In chapter 10, Yves Charbit addresses the "relationships between ideas on population and economic liberalism." He shows that at the end of the second Empire, both the "Prussian peril" and colonial rivalry with England are about to strengthen anti-Malthusian and populationist ideas. Henceforth, liberal economists face a dilemma: on the one hand, peace at home demands low birth rates; on the other hand, the settling of colonies--a condition for colonial expansion--requires a great increase in population. The analysis of free trade uncovers similar hesitations (chapter 11). Joel Ravix distinguishes two main periods. Until 1860, French liberals, following in Say's footsteps, uphold that "foreign trade is only a particular form of the commerce in general. As a result, there is no essential difference between domestic and international trade." Later on, especially after the "free-trade interlude" (1860-1880), liberals are divided on the subject. Some, like Gustave de Molinari and Yves Guyot, advocate Bastiat's absolute free-trade doctrine; interventionist liberals, like Leroy-Beaulieu and Cauwes, depict the nation as an economic agent in its own. Political economy likewise undergoes a notable evolution concerning the treatment of money. Whereas most liberal economists stick to a metallist theory of money in the first half of the nineteenth century, they adopt afterwards more modern monetary theories in which paper money is viewed as serving the same functions as metal money.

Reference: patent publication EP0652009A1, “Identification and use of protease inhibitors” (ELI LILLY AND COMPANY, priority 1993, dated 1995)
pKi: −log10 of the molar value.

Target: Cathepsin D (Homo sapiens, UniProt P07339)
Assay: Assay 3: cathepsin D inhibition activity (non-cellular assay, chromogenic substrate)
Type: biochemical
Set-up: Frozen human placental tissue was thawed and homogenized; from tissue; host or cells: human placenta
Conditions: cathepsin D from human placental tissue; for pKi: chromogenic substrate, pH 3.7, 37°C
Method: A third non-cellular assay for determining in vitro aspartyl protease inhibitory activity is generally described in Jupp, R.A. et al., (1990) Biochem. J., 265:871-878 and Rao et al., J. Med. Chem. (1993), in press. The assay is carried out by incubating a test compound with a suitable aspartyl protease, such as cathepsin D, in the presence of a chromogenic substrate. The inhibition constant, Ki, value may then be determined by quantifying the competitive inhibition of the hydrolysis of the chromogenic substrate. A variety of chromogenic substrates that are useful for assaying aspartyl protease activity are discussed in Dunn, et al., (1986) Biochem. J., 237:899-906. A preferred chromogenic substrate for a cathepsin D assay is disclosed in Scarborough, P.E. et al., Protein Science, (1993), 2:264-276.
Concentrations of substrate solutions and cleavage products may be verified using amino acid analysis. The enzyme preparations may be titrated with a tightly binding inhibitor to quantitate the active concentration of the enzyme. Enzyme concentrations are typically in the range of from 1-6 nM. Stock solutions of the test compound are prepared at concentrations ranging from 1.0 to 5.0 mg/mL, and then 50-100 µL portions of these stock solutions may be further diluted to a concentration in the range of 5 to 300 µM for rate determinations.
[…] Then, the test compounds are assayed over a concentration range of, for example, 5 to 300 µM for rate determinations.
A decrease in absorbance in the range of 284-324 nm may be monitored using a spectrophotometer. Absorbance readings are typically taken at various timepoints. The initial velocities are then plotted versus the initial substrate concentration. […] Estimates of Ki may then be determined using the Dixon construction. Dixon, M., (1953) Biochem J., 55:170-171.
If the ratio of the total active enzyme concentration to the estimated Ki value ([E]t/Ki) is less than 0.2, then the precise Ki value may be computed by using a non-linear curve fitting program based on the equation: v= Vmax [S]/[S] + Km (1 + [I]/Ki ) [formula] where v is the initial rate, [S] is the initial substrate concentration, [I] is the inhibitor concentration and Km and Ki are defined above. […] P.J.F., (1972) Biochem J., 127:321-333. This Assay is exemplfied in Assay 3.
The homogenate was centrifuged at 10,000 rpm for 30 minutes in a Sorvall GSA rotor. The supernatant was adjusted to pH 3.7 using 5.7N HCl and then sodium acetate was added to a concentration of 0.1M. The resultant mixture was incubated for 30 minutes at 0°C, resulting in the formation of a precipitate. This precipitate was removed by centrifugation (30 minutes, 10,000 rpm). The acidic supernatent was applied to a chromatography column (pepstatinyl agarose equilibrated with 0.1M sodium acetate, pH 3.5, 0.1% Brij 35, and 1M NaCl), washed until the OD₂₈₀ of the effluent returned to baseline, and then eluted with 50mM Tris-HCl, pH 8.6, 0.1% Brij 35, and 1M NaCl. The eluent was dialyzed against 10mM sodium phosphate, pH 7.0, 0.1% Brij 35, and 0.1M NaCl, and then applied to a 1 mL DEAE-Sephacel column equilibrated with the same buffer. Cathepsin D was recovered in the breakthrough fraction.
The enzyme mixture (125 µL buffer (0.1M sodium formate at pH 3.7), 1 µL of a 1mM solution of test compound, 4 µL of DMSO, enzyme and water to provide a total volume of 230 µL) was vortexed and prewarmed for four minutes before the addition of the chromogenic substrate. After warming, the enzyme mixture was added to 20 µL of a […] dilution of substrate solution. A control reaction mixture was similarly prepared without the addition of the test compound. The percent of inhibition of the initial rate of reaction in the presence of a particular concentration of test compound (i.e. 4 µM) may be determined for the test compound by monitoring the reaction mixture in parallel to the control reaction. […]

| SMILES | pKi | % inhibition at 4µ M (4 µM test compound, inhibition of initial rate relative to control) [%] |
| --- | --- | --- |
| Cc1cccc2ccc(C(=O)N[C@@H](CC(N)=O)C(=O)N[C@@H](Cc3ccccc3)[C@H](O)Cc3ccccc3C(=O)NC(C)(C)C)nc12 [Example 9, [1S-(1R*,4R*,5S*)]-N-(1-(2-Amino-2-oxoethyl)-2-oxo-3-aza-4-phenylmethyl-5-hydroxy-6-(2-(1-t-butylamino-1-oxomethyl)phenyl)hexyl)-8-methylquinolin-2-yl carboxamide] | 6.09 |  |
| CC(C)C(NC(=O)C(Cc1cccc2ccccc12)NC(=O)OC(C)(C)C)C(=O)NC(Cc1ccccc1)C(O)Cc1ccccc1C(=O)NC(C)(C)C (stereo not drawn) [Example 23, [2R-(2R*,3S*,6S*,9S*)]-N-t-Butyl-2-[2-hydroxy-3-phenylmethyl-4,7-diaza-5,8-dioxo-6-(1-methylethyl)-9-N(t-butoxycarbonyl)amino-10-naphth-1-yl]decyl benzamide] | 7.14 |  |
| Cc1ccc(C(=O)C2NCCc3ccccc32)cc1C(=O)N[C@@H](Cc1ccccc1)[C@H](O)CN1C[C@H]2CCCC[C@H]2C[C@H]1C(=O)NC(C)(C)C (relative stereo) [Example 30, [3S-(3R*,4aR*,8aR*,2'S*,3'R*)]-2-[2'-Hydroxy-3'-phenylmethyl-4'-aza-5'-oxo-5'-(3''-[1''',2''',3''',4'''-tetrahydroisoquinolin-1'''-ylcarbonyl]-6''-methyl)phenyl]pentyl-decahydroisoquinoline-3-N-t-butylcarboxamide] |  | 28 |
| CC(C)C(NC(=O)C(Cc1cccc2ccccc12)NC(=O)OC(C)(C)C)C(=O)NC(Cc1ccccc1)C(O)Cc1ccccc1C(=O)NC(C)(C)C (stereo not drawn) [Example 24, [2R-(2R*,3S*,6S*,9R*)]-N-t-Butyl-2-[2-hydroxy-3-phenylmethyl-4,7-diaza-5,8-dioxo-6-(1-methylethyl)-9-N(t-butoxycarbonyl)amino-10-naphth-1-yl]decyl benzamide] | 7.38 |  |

The last essay is devoted to la question sociale that Serge Moscovici once defined as the preeminent issue of the nineteenth century (Essai sur l'histoire humaine de la nature, Flammarion, 1968, p. 5). Jean Luciani sets out to show that the "liberal thought and la question sociale are not at all irreconcilable with each other." Clearly, Villerme's Tableau de l'etat physique et moral des ouvriers . . . (1840) makes liberal economists aware of the working conditions in manufactures. From that time on, being associated with the working classes, poverty is justified by improvidence rather than idleness. Accordingly, liberals distinguish between the "good" and "evil" workmen.

Too often, collections of essays lack unity. The book under review does not suffer from this flaw at all. Repetitions are rare, the terminology used throughout the volume is unified and internal cross-references are aptly used. Besides, each of the essays can be read independently in its own right. The title of the collection is too inaccurate, though. Indeed, L'Economie politique en France au XIX siecle does not depict the whole nineteenth-century political economy. For those who are not comfortable with the French language but have a liking for nineteenth-century French economic thought, it should be noted that this book is well-indexed. In addition, each chapter includes a bibliography distinguishing primary from secondary sources. In sum, this is a rich and timely book which historians of thought should enjoy.
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Author:Fontaine, Philippe
Publication:Southern Economic Journal
Article Type:Book Review
Date:Jan 1, 1993